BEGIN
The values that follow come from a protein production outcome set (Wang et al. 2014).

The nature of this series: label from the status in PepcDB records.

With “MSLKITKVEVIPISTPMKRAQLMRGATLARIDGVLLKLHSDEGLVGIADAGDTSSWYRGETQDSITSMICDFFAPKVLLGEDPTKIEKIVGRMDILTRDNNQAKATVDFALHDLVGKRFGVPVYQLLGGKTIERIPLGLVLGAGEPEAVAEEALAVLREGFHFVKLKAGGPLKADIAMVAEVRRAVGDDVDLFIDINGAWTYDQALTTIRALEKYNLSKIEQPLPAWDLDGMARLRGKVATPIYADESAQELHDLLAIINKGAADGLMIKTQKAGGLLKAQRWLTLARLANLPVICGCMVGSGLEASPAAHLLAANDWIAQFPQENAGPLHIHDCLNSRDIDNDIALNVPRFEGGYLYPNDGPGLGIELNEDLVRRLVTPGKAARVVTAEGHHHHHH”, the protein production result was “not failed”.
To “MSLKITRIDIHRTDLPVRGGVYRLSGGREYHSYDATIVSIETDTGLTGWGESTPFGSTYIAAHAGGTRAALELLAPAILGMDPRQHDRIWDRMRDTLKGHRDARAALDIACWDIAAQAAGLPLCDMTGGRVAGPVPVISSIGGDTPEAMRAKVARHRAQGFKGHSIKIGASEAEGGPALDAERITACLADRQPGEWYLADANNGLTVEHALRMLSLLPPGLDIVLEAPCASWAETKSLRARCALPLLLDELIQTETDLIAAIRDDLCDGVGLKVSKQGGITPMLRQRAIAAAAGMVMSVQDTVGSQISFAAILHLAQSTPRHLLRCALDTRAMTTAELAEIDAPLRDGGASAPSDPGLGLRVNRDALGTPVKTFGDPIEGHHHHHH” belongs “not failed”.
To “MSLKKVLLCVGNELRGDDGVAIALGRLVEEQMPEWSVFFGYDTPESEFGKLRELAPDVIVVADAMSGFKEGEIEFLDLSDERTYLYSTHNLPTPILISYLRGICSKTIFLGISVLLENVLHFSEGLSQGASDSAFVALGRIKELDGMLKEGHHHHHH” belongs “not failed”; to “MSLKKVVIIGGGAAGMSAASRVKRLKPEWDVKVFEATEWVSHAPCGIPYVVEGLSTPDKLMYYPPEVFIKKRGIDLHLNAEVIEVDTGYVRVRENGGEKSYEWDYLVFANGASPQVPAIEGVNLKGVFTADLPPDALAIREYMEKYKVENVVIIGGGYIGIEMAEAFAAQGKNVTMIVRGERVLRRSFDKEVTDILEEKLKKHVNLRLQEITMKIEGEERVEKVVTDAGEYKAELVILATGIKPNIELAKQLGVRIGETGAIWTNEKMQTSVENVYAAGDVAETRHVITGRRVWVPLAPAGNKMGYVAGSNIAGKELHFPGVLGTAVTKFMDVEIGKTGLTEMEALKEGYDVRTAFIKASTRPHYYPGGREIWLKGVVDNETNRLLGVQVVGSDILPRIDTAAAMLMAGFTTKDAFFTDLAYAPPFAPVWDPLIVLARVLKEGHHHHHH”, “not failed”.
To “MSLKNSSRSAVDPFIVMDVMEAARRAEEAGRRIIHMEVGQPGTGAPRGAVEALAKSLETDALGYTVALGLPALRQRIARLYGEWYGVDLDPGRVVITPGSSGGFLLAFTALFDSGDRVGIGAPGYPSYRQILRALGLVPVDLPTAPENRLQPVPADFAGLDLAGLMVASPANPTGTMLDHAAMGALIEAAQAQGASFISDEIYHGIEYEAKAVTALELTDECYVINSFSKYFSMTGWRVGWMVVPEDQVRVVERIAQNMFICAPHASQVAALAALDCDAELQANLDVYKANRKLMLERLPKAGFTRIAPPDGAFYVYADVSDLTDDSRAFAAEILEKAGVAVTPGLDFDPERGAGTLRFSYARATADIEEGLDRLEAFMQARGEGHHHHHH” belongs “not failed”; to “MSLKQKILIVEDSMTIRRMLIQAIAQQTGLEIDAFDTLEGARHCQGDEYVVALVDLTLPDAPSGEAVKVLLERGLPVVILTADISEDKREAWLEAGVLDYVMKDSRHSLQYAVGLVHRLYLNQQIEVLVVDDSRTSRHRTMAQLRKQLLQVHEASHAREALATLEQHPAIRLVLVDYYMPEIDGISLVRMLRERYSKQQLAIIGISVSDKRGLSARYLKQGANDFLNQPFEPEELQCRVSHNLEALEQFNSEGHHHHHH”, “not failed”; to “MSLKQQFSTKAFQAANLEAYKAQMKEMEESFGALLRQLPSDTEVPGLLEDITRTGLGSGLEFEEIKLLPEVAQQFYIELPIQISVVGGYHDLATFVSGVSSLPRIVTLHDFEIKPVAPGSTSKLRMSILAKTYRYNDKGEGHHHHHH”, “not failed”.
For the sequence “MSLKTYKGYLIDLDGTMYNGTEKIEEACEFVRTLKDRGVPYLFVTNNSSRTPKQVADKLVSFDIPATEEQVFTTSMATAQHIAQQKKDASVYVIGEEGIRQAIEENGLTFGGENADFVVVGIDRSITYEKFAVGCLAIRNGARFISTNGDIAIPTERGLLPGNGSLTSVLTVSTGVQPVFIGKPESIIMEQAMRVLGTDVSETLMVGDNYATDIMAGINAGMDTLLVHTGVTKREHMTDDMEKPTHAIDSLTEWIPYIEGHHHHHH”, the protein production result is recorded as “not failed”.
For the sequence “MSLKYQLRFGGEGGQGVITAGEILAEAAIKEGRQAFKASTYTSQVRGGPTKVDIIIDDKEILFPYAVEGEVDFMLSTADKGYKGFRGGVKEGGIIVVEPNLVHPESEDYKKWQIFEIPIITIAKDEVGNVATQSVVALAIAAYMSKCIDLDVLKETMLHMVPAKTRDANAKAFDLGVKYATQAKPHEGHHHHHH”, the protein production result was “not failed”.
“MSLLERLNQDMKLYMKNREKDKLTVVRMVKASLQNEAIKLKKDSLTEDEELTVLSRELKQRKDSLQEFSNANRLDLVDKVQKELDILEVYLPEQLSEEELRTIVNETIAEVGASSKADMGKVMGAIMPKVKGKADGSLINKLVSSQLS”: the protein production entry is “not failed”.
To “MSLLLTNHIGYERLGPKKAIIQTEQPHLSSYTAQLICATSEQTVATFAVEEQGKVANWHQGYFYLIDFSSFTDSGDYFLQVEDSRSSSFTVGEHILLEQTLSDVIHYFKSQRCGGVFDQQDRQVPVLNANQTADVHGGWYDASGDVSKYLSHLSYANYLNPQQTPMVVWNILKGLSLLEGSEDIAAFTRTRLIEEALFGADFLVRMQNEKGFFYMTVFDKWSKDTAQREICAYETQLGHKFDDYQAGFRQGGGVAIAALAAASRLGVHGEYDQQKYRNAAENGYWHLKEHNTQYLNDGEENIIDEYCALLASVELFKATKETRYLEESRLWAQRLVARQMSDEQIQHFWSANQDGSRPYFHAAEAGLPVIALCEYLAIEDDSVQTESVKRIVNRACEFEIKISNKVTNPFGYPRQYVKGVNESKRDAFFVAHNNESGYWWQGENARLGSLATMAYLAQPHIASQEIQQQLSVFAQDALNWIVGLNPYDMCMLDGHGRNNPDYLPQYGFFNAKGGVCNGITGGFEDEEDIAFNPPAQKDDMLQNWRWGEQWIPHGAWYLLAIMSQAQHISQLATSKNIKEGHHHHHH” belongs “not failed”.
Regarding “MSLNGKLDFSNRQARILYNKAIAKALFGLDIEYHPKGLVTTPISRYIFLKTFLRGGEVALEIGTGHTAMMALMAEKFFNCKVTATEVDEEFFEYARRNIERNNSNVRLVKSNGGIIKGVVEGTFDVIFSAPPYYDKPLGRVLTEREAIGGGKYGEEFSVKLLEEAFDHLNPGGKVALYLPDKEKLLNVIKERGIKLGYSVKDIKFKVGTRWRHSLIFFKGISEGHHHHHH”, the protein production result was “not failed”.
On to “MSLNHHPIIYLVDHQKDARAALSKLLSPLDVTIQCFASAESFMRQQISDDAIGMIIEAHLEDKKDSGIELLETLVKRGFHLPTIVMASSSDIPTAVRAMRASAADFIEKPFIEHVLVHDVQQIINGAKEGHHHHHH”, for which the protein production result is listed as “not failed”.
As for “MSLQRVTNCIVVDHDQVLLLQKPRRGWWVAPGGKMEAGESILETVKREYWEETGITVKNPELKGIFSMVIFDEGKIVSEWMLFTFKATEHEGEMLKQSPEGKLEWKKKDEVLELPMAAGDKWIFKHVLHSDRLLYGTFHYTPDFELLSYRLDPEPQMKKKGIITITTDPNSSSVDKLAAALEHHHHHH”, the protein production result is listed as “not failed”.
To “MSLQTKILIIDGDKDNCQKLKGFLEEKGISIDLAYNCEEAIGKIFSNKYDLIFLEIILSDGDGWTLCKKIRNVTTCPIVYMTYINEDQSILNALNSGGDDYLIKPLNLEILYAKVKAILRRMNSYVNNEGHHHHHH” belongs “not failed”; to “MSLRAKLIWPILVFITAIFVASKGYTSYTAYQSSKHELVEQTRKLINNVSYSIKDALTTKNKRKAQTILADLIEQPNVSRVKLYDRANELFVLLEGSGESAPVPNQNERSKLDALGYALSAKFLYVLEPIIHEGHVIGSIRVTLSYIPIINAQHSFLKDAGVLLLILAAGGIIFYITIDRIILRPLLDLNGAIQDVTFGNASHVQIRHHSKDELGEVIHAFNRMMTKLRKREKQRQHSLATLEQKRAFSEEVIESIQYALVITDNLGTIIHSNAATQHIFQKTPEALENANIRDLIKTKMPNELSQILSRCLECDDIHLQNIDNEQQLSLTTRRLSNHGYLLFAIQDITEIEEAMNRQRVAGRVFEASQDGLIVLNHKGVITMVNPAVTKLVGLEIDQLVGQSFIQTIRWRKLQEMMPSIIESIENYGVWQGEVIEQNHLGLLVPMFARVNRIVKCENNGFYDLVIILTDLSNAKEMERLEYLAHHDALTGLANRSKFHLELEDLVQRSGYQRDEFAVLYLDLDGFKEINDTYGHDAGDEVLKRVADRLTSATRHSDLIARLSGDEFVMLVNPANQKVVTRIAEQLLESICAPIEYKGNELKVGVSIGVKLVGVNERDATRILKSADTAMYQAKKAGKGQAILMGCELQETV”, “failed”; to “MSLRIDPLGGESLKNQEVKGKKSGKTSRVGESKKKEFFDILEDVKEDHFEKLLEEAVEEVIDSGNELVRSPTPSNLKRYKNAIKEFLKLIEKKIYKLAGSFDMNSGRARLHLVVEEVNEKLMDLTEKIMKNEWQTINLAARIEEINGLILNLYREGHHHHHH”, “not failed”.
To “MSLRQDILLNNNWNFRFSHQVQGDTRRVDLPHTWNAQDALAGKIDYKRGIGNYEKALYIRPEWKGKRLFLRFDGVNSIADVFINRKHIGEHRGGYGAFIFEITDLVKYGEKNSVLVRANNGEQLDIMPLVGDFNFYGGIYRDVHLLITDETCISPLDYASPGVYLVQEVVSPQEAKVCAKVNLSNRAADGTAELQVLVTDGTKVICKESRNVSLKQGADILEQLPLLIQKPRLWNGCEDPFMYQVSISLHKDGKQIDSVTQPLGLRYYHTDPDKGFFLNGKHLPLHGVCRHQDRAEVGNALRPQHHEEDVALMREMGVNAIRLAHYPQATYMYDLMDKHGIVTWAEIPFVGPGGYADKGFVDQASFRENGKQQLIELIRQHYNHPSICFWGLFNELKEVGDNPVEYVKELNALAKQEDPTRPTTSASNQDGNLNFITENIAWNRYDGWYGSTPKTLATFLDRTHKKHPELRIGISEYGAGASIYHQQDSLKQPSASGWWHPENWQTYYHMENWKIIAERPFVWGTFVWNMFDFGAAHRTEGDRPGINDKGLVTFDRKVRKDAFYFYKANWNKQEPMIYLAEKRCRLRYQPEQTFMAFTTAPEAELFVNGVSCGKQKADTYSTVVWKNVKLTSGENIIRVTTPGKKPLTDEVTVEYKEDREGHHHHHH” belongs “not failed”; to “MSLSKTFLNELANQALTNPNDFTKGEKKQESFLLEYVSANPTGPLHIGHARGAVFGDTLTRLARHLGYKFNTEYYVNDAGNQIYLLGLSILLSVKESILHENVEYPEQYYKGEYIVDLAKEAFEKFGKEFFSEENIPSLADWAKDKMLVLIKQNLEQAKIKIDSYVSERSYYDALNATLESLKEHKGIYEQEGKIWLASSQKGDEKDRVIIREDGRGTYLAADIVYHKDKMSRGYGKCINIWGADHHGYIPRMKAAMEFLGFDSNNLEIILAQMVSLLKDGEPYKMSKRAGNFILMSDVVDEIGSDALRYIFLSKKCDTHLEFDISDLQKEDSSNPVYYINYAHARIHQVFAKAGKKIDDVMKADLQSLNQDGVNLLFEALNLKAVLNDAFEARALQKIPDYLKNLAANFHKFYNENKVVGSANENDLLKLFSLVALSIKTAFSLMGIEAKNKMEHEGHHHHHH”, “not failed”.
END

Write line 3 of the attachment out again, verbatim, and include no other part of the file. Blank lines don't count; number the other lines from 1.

With “MSLKITKVEVIPISTPMKRAQLMRGATLARIDGVLLKLHSDEGLVGIADAGDTSSWYRGETQDSITSMICDFFAPKVLLGEDPTKIEKIVGRMDILTRDNNQAKATVDFALHDLVGKRFGVPVYQLLGGKTIERIPLGLVLGAGEPEAVAEEALAVLREGFHFVKLKAGGPLKADIAMVAEVRRAVGDDVDLFIDINGAWTYDQALTTIRALEKYNLSKIEQPLPAWDLDGMARLRGKVATPIYADESAQELHDLLAIINKGAADGLMIKTQKAGGLLKAQRWLTLARLANLPVICGCMVGSGLEASPAAHLLAANDWIAQFPQENAGPLHIHDCLNSRDIDNDIALNVPRFEGGYLYPNDGPGLGIELNEDLVRRLVTPGKAARVVTAEGHHHHHH”, the protein production result was “not failed”.